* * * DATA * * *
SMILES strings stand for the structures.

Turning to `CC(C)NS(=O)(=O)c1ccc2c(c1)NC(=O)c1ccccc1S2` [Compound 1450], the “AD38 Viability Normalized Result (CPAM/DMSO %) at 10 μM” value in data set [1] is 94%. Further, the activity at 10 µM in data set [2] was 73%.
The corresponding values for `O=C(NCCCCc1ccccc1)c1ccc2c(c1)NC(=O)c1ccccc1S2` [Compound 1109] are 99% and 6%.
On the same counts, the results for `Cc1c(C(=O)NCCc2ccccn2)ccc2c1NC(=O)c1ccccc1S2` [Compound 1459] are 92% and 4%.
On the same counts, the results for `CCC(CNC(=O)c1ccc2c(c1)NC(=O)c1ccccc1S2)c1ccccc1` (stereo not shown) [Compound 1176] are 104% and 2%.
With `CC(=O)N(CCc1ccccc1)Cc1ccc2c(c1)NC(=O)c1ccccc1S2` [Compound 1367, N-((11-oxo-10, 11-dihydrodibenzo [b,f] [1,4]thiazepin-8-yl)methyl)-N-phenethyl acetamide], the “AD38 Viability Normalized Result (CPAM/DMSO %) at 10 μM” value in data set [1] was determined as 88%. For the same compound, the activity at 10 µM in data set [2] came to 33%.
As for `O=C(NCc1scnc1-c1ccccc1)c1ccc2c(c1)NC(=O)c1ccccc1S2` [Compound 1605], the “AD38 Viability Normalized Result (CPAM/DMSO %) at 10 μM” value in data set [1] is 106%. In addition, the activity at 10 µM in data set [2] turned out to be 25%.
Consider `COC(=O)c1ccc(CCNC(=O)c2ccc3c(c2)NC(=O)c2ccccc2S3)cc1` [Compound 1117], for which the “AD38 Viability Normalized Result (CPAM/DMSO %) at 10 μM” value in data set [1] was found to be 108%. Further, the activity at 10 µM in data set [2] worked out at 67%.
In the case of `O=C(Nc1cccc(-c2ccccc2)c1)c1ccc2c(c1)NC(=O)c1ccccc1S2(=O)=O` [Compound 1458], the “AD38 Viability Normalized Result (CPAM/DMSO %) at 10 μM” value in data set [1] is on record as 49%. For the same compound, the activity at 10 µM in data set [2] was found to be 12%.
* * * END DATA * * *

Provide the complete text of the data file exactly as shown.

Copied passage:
SMILES strings stand for the structures.

Turning to `CC(C)NS(=O)(=O)c1ccc2c(c1)NC(=O)c1ccccc1S2` [Compound 1450], the “AD38 Viability Normalized Result (CPAM/DMSO %) at 10 μM” value in data set [1] is 94%. Further, the activity at 10 µM in data set [2] was 73%.
The corresponding values for `O=C(NCCCCc1ccccc1)c1ccc2c(c1)NC(=O)c1ccccc1S2` [Compound 1109] are 99% and 6%.
On the same counts, the results for `Cc1c(C(=O)NCCc2ccccn2)ccc2c1NC(=O)c1ccccc1S2` [Compound 1459] are 92% and 4%.
On the same counts, the results for `CCC(CNC(=O)c1ccc2c(c1)NC(=O)c1ccccc1S2)c1ccccc1` (stereo not shown) [Compound 1176] are 104% and 2%.
With `CC(=O)N(CCc1ccccc1)Cc1ccc2c(c1)NC(=O)c1ccccc1S2` [Compound 1367, N-((11-oxo-10, 11-dihydrodibenzo [b,f] [1,4]thiazepin-8-yl)methyl)-N-phenethyl acetamide], the “AD38 Viability Normalized Result (CPAM/DMSO %) at 10 μM” value in data set [1] was determined as 88%. For the same compound, the activity at 10 µM in data set [2] came to 33%.
As for `O=C(NCc1scnc1-c1ccccc1)c1ccc2c(c1)NC(=O)c1ccccc1S2` [Compound 1605], the “AD38 Viability Normalized Result (CPAM/DMSO %) at 10 μM” value in data set [1] is 106%. In addition, the activity at 10 µM in data set [2] turned out to be 25%.
Consider `COC(=O)c1ccc(CCNC(=O)c2ccc3c(c2)NC(=O)c2ccccc2S3)cc1` [Compound 1117], for which the “AD38 Viability Normalized Result (CPAM/DMSO %) at 10 μM” value in data set [1] was found to be 108%. Further, the activity at 10 µM in data set [2] worked out at 67%.
In the case of `O=C(Nc1cccc(-c2ccccc2)c1)c1ccc2c(c1)NC(=O)c1ccccc1S2(=O)=O` [Compound 1458], the “AD38 Viability Normalized Result (CPAM/DMSO %) at 10 μM” value in data set [1] is on record as 49%. For the same compound, the activity at 10 µM in data set [2] was found to be 12%.